The French novelist, Victor Hugo, once said, “There is in every village a torch- the school teacher; and an extinguisher; the priest.” Although Victor Hugo lived in the age of modernism, the medieval idea of intolerance, promoted through religion and politics, was not foreign to him; had he been alive two hundred years earlier, his defiant attitude and constant séances to contact his deceased daughter, may have gotten him accused of witchcraft, or heresy.
Although the Puritan Salem Witch trials have received great notoriety, (Placeholder2) the basis of their justification of intolerance may well have been founded in the rulings and writings that originated from the papal throne of Pope Innocent VIII. The Puritan society that was formed to promote a more pure way of living, found itself justifying the very acts of elitism that they had accused the Church of England using against them. They adopted a system of witch trials and moral justice that could have very well come straight out of the “Hammer of Witches” that was compiled by Pope Innocent VIII’ German Inquisitors. (Placeholder3)
In The Hammer of witches, vigilantes are instructed to begin with torture to gain a confession and then take the accused aside to get the confession. If a confession is not publicly given then more torture is applied. In Salem, an 80 year old farmer by the name of Giles Cory refused to confess his guilt and enter a plea, so he was tortured to death by way of heavy stones being placed on his chest until he could no longer breathe. He was said to have chosen death because he realized that there was no way o...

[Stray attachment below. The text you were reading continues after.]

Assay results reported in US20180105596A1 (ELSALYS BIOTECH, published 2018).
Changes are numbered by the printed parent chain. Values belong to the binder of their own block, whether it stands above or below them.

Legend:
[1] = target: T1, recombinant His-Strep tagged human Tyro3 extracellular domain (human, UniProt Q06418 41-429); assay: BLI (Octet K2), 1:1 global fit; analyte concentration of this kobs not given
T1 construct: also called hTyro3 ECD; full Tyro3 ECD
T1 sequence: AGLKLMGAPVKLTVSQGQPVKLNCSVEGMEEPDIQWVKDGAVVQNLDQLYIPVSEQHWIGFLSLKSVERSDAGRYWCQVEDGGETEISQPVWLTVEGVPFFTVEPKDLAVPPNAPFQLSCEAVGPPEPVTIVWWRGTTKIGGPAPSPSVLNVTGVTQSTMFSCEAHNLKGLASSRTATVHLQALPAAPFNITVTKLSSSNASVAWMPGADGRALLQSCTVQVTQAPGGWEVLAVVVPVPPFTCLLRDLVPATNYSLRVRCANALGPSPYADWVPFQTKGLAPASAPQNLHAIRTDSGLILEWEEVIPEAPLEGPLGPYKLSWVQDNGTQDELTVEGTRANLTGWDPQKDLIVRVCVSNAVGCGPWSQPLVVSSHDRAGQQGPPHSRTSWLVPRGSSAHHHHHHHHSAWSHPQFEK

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... being made the accused. The almost comical twist of the witch hunts is the fact that those with moral courage and strength would have been the accused, and therefore the ones NOT surviving.
We can see that this is not new, and is not about religion but about power and control. We can point fingers and call the religious amongst us fanatics or hypocrites, but really there seeming intolerance is more about fear, and less about piety, more about propaganda and less about obedience. When power seeking people are given free reign then they no longer need to pretend to be thinking of “the greater good” and can commit genocide unchecked.
In Victor Hugo’s masterpiece, “les Miserables”, he writes, “Honesty does not fear authority”, but I would add my own conclusion: fear corrupts authority so that honesty must bow to death and a hope for a better life in the life to come.
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